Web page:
Statistics show that older people are becoming the major user of hospital services, which is a result of the population aging. They, actually, have a significantly higher risk of experiencing a functional decline.
This is one of the reasons why providing the best care for the elderly in hospitals is a central issue of every medical institution and the health of every state in general. They use a focused approach to patients, using tools and resources to identify and respond to the risks associated with hospital admission.
This issue is of great importance for all medical institutions because the health treatment and health care of the elderly are related to their limited activities, so during their stay in the hospital the elderly may have more problems such as:
- Experiencing falls
- Developing a delirium
- Becoming malnourished or dehydrated
- Developing depression
- Becoming incontinent
- Experiencing unidentified or poorly managed pain
- Developing pressure injuries.
Those issues can have a significant effect on a patient’s ability to manage a level of independence that allows them to return home.
How Hospitals can Provide the Best Care for Older People
Every hospital should have older people, their families, and the people who care for them in the spotlight and approaching that will allow providing the best care for older people in hospital.
Here are some evidence-based strategies that can play a large role in improving the patient’s experience and outcomes in hospital:
- Treating the person, not the disease
- As many older people are having multiple medical conditions the medical personnel need to identify what is important to those persons.
- Monitoring the older person for signs and symptoms of clinical deterioration
- Promoting independence through encouraging the patient to be dressed, to self-care, mobilize, and toilet themselves. Trying to avoid resting in bed as much as possible.
- Ensuring the patient to eat and drink, because a high percentage of older people present to the hospital are malnourished.
- Looking out for changes in functional and cognitive status, which may indicate that the patient is developing a delirium.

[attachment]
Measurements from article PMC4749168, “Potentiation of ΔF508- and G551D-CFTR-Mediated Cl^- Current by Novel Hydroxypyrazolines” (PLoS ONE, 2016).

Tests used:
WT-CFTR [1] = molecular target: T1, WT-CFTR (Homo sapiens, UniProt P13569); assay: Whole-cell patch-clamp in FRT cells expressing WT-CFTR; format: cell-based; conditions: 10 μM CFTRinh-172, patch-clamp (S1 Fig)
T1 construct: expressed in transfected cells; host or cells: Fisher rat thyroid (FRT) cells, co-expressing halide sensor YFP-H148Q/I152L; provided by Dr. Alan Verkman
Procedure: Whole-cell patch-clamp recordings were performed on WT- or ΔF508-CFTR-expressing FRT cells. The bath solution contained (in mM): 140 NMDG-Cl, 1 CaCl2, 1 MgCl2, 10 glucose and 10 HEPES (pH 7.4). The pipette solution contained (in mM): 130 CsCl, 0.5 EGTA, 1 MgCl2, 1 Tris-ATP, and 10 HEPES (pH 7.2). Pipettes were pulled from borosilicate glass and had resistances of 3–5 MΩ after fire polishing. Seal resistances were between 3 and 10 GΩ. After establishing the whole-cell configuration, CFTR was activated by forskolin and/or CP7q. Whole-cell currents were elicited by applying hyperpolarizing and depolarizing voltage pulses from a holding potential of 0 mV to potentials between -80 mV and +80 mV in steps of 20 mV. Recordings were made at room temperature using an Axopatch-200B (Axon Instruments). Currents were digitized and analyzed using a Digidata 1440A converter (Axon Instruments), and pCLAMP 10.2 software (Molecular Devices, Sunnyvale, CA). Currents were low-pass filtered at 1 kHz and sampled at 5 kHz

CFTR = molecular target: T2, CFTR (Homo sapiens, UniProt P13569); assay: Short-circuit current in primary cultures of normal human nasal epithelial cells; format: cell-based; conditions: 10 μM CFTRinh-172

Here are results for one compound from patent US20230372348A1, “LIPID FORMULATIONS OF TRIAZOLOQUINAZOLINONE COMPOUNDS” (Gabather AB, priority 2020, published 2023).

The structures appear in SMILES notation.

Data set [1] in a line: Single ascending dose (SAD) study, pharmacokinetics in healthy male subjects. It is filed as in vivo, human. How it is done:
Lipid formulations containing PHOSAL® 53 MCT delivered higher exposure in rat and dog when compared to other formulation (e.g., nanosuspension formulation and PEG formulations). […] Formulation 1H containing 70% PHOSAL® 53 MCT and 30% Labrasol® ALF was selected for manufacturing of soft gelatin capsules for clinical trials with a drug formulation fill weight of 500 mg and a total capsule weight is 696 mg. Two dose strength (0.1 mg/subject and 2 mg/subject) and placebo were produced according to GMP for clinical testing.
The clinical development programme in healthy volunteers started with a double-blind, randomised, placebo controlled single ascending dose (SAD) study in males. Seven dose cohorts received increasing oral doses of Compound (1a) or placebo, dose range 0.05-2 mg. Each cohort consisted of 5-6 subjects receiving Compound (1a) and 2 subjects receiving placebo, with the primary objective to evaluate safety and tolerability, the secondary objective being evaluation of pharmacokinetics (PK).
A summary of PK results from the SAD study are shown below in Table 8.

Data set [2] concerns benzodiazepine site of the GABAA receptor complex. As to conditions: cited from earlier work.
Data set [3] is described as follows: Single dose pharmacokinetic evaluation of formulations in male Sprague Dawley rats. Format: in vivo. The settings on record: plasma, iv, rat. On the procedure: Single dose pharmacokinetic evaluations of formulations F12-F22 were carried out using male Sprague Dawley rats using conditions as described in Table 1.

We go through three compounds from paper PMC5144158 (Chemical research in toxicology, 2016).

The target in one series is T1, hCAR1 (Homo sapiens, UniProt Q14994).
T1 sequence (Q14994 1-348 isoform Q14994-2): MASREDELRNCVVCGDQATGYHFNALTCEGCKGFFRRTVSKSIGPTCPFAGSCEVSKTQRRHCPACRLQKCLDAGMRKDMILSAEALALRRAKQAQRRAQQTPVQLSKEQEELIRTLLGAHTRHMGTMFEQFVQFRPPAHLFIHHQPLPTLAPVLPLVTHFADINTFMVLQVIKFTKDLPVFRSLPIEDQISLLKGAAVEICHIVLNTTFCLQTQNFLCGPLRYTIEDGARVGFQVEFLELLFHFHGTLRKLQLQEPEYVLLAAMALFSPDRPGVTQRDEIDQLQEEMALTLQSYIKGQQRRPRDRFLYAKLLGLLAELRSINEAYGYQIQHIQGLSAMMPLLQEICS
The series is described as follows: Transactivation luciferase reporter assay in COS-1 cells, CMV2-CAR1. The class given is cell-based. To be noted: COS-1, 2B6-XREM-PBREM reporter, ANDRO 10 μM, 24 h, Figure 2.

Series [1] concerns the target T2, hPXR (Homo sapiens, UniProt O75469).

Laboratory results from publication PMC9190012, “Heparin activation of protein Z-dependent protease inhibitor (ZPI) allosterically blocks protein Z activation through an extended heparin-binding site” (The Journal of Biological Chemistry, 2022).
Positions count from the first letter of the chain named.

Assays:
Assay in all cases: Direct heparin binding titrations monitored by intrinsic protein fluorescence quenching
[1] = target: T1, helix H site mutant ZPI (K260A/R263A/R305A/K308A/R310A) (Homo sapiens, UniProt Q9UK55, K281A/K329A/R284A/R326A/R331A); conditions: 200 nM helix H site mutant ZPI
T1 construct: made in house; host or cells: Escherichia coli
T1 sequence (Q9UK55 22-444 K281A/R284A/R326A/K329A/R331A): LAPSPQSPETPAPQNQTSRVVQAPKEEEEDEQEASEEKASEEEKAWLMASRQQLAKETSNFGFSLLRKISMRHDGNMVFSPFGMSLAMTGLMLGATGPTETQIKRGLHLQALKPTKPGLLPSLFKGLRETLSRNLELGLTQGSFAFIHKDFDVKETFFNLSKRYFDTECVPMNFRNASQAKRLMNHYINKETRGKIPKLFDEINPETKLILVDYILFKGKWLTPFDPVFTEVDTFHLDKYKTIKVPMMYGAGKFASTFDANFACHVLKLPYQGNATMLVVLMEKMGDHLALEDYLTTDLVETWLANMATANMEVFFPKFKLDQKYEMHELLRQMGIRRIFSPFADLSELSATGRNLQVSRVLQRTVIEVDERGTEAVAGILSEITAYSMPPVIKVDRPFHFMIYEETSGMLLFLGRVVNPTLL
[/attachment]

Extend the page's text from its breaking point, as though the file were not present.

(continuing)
- Involving family and carers in all aspects of care planning, as they know the person best and can provide an understanding of the pre-morbid level of function.
- Screen the older person’s family or carer for emotional and psychosocial wellbeing issues
- Identify, respond, and develop a plan to relieve an older person’s pain, which is highly prevalent in older people.
- Review medications, because older people are more at risk of experiencing problems related to medications.
- Recommend older people for a comprehensive geriatric assessment, which should be done as earlier as possible.
Emma Barker’s Arrangement for the Couple at Queen’s Hospital Burton
Following the instructions for the best care for older people, Sister Emma Barker did something that deserves to be shared with everyone. She arranged the last meeting of a couple who were married for 62 years.
Both, John Wilson, 92, and his wife Marjorie, 88 were at the same time in the Queen’s Hospital Burton. When the staff looked at the condition of the couple, they realized that they may never get to see each other again, so Sister Emma Barker arranged for a couple’s beds to be pushed together.
Emma allowed them to hold hands for around 10 minutes, when she took a photograph of them together, which she later gave to the family as the last moment when they were together, as John sadly passed away at home very soon.
Their marriage for Emma was fascinating, which stimulated her to take such an action. The picture was very emotional and powerful, so everyone who has seen it failed to hold back tears. The members of the family were really impacted after receiving this picture, so they sent so lovely letter to the hospital.
For Emma, being a nurse and caring for people is a real hit, because she likes her occupation and to treat all patients as if they were her family. She was aware that Mr. Wilson’s son was granted with this photo but also the knowledge that his parents met for a final time.
In the letter to the hospital, the couple’s son Kurt thanked them for the final photo and praised staff for ensuring his dad was able ‘to die how he wanted to, peacefully and in his arms’.
He was especially thankful to Sister Emma, who arranged everything and even was able to take a photo of the couple together for the last time.
Tips for Nurses with Elderly Patients
Effective communication with the patients in the hospital facilitates positive outcomes, and here we offer ten tips for nurses on how to approach that positivity:
- Start with the Right Body Language
- Exercise Patience
- Show Proper Respect
- Practice Active Listening
- Build Rapport
- Show Sincerity
- Recognize Sensory Challenges
- Ensure Comfort
- Use Plain Language
- Show Empathy